01st November 2018
It’s World Vegan Day and I’m worried I’ll starve. Dining out is a mite more complicated as a vegetarian of thirty years: Asian food is great; Middle Eastern and Italian, ok; British, a tad boring; French and Spanish, forget it. There are exceptions, just that gratifying meals are rare. Memories of toast and butter served as a starter with lettuce and tomato as a main course; tasting menus where I’ve had three courses but my non-veg guests got five (when my guests challenged the French waitress for more dishes for me she asked why was I wearing leather shoes if I didn’t eat the meat – I was so aghast it was funny); or (often) asked to choose from the starter selection and chef will fashion a main … on reflection, some of my best dining experiences have been side dishes. Bar the first example at a five star hotel overseas, all experiences were recently at Michelin-starred restaurants. Thus will going vegan be an edifying detox too far?
Vegan is de rigueur. In fact my local Waitrose ‘& Partners’ (also their HQ) dedicates more cold storage to vegans than vegetarians. That happened this year. We had one veggie cold storage before and now two more are dedicated to vegans. All celebs seemingly identify as vegan, not vegetarian: Jennifer Lopez, Beyonce and Jay-Z, Demi Moore, Michelle Pfiffer, Natalie Portman, Ellen De Generes, Brad Pitt and Bill Clinton. They have my utter admiration, then again it’s lucrative for restaurants to look after celebrities and doubtless the stars have a medley of private-chefs and nutritionists keeping them going. Nevertheless, thankfully for me, more restaurants are gravitating to veganism. Or do we mean ‘plant-based diet’. Either way my choices are escalating.
Dominika Piasecka, spokesperson for The Vegan Society, said: “The number of vegans in Britain has quadrupled in the last four years, so it’s no surprise that vegan gourmet cooking has been on the increase too.”
She adds further, “Many dishes can be made vegan simply by removing or swapping ingredients such as yogurt, milk and cheese. The animal-free alternatives are often more cost effective and environmentally friendly, too. Sometimes all it takes is removing a pesky small amount of dairy or egg to create a lovely vegan dish.”
“We strongly encourage chefs and caterers to delve into vegan cooking as it can be very rewarding as well as profitable.”
TIP: Scroll down to find easy ways to veganise your food!
The Luxury Restaurant scoured the best restaurants to find ones with dedicated vegan menus and, in the case of Cafe Forty One where they are 100% vegan. Of course you will find many more restaurants where menus are available on request, or by advance notice, but these are the best restaurants actively promoting their vegan credentials.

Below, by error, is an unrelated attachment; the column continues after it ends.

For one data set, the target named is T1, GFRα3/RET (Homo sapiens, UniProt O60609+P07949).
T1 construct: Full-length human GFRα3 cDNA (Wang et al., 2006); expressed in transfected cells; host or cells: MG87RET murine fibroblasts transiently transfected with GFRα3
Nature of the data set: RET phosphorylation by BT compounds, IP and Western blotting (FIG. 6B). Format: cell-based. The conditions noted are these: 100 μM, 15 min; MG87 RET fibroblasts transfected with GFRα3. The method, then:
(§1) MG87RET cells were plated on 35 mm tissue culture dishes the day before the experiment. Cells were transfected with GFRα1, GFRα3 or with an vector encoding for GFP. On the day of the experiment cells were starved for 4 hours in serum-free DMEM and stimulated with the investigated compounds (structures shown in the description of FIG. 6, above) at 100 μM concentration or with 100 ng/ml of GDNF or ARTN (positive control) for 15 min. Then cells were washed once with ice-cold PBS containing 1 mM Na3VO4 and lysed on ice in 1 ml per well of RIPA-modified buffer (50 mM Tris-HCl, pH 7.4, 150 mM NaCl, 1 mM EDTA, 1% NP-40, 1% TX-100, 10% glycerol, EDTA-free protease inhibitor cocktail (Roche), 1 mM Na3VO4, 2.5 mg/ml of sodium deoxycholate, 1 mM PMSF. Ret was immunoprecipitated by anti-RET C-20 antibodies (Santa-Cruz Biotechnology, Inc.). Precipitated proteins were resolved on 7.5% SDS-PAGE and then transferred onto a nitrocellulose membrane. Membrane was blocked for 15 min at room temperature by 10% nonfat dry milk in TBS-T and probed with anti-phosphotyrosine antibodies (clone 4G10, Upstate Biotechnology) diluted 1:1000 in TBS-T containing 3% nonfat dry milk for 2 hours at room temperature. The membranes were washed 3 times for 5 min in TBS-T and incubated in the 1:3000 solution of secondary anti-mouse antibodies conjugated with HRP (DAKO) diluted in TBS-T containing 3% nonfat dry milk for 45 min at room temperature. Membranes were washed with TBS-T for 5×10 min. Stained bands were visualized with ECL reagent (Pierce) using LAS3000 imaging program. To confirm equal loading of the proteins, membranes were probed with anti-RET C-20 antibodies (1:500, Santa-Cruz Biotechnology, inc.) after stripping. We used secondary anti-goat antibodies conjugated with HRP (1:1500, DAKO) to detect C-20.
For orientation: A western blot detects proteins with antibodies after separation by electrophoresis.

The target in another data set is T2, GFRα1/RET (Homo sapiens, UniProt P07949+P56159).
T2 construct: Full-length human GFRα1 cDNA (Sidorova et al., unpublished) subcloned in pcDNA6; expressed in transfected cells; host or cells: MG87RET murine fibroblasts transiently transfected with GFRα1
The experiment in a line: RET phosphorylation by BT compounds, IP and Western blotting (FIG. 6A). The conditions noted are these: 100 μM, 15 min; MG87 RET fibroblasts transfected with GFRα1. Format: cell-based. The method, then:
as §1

Head Chef Proprietor Alexis Gauthier is vegan and from opening Gauthier Soho in 2010, vegetables were always the main focus. The plan is to become 100% vegan in the next two years. View Gauthier Soho vegan menu options here.
View The Bath Priory vegan menu options here.
Headline image also from Texture. Masterful Michelin-starred vegan dining. See Texture’s vegan menu options here.
It’s rare to find Michelin star level vegan tasting menus but at legendary Pied à Terre in Fitzrovia there is an extensive range of menus on offer. Owner David Moore and Head Chef Asimakis Chaniotis are committed to tackling food waste, ultra-sustainable sourcing and a wealth of options for the meat-averse, too. See Pied à Terre vegan menus here.
We make special mention for Cafe Forty One – London’s only vegan French patisserie which offers a unique vegan dining experience showcasing delicious and inspired vegan cuisine that defies the stereotyping around plant-based food. See Cafe Forty One’s all vegan menu here.
See Terre à Terre’s vegan menu options here.
A highly respected vegetarian restaurant where many menus are also vegan only. See Vanilla Black menus here.
QUICK TIPS TO VEGANISE DISHES
If you are cooking at home, or for chefs looking to delve into vegan menus, here are some top tips from The Vegan Society:
- Swap the cheese on pizza for vegan cheese (available in Sainsbury’s, Tesco and Holland & Barrett) and top with lots of vegetables and olives
- Swap meat, fish or paneer in a curry for chickpeas or lentils
- Avocado or hummus can be used instead of mayonnaise in salads, sandwiches or on toast. Try to replace butter with it too
- Dairy-free spread (such as Flora Dairy-free, Pure or Vitalite) and soya milk can be used to make mashed potatoes creamy
- Vegetable soup can be served with a swirl of soya cream, or for an indulgent option, you can create one using coconut milk
- Garlic bread can be created using dairy-free spread or olive oil
- Dairy-free and other vegetable fats can be used in baking, and there are many foods that can replace eggs, including banana, jam, apple sauce and tofu
- Try all the various dairy-free yogurts and milks
- A lot of ready-made roll-out pastry is accidentally vegan. If you glaze it using soya milk, the dish can easily be turned vegan.